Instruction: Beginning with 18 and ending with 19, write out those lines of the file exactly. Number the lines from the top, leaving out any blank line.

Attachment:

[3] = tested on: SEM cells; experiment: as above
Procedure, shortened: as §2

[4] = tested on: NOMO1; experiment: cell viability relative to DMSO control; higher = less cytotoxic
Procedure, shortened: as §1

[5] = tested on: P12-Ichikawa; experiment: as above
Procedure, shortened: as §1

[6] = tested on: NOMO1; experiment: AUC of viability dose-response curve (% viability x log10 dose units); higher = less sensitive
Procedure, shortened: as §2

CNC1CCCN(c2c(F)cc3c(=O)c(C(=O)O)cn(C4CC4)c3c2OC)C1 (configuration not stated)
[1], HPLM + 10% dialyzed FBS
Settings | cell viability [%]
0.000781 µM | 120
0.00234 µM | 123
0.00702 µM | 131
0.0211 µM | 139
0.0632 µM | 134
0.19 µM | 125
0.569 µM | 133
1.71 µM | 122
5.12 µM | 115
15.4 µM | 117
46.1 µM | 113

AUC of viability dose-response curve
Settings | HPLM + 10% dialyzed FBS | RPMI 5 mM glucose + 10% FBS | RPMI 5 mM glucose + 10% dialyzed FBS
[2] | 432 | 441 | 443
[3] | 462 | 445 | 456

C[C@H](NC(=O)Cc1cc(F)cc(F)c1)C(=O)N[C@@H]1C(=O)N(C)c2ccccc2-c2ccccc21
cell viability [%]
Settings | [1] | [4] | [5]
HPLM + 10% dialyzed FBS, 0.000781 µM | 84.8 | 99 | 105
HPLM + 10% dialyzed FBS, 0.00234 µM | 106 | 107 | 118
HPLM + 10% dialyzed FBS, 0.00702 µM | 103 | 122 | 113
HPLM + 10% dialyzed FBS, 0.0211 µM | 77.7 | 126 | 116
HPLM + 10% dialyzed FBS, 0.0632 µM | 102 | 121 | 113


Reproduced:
0.569 µM | 133
1.71 µM | 122